Raising mountain belts in the Eastern Mediterranean region and subsequent remarkable changes in temperature seasonality have led to the formation of important centres of diversification and endemism in this biodiversity hotspot. High rates of niche conservatism, low genetic diversity, and segregation of ranges into the endemic distribution negatively influenced the adaptive capacity of mountain vipers. We suggest that these species should be considered as evolutionary significant units and priority species for conservation in Mediterranean mountain ecosystems.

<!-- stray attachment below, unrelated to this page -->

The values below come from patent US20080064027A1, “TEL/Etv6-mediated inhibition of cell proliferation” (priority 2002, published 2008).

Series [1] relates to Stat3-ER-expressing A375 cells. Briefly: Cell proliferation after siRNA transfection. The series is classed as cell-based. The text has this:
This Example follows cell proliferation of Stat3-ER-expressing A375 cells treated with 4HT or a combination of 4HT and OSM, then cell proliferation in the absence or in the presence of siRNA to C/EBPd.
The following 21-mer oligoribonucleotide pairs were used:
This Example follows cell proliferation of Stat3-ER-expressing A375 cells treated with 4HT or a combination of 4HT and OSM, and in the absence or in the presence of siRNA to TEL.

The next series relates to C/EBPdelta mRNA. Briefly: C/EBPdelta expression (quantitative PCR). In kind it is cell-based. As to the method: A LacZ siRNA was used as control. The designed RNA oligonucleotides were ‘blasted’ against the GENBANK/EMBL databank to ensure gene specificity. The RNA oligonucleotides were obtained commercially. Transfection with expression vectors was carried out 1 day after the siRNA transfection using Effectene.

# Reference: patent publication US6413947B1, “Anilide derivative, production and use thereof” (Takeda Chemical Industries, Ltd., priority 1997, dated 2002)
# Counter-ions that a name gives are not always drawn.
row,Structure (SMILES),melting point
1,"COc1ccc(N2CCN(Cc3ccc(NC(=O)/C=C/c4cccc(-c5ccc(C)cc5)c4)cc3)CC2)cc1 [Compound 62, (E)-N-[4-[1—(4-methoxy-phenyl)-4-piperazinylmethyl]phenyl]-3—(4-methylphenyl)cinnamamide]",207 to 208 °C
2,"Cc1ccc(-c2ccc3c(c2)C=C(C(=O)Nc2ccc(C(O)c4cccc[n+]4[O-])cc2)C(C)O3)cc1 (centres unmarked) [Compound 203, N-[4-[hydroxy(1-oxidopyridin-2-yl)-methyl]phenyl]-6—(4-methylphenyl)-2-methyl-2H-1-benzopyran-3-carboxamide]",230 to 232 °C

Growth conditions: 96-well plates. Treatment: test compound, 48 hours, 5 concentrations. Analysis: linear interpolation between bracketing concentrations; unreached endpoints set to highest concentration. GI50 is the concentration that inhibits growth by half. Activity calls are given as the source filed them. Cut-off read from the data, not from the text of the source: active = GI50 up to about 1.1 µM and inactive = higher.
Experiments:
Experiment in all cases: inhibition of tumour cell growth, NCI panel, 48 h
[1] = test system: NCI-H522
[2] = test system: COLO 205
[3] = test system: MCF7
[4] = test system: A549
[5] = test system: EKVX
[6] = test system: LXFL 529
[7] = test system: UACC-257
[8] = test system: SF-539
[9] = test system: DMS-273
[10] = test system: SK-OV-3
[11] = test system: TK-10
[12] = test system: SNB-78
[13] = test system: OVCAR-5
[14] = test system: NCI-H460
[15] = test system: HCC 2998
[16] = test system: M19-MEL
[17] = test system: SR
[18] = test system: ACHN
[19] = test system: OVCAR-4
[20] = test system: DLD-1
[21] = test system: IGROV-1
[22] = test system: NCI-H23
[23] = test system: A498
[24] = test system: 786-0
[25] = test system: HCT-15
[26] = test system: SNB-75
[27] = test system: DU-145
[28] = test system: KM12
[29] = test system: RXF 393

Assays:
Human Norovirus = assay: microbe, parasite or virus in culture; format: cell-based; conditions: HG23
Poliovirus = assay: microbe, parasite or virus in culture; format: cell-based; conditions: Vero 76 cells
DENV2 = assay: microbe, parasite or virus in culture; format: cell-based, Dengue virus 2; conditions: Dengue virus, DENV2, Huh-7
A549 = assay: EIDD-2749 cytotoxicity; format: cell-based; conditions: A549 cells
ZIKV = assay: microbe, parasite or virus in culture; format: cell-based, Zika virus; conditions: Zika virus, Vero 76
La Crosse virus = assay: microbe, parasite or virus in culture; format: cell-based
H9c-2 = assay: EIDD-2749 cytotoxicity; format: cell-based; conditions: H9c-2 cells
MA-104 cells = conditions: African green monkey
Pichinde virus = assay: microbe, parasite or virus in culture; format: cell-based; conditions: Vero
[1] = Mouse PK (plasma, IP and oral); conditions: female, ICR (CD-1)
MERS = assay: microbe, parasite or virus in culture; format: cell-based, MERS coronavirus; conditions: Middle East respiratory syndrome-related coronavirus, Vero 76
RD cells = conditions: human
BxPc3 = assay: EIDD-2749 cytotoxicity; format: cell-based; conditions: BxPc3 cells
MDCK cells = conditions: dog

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The recent decline in biodiversity necessitates a deeper understanding of current species distribution patterns and their evolution through time. This knowledge is particularly important in ecology, evolution, and conservation planning [1, 2]. In this regard, limited resources for nature conservation need to be concentrated on species having unique evolutionary histories [3, 4]. One of the main prerequisites for maintaining a species in the face of global change, and specifically climate change, is having sufficient genetic diversity to support environmental tolerances and occupy different ranges of ecological conditions (i.e., niche evolution), which is referred to as evolutionary flexibility or adaptive capacity [5, 6]. Species that have slowly evolved their ecological niches in the past, i.e., represent high degrees of niche conservatism [7], are more sensitive to demographic changes and population declines [6]. Significant efforts have been made recently to identify and model characteristics that allow species to adapt to environmental changes [e.g. 8, 9]. However, for many species, detailed demographic information and local adaptation rates are unavailable. A practical tool in this regard is to combine comparative phylogenetic methods and ecological niche modelling (ENM) to shed light on differential rates of niche evolution among sister taxa [6, 10, 11].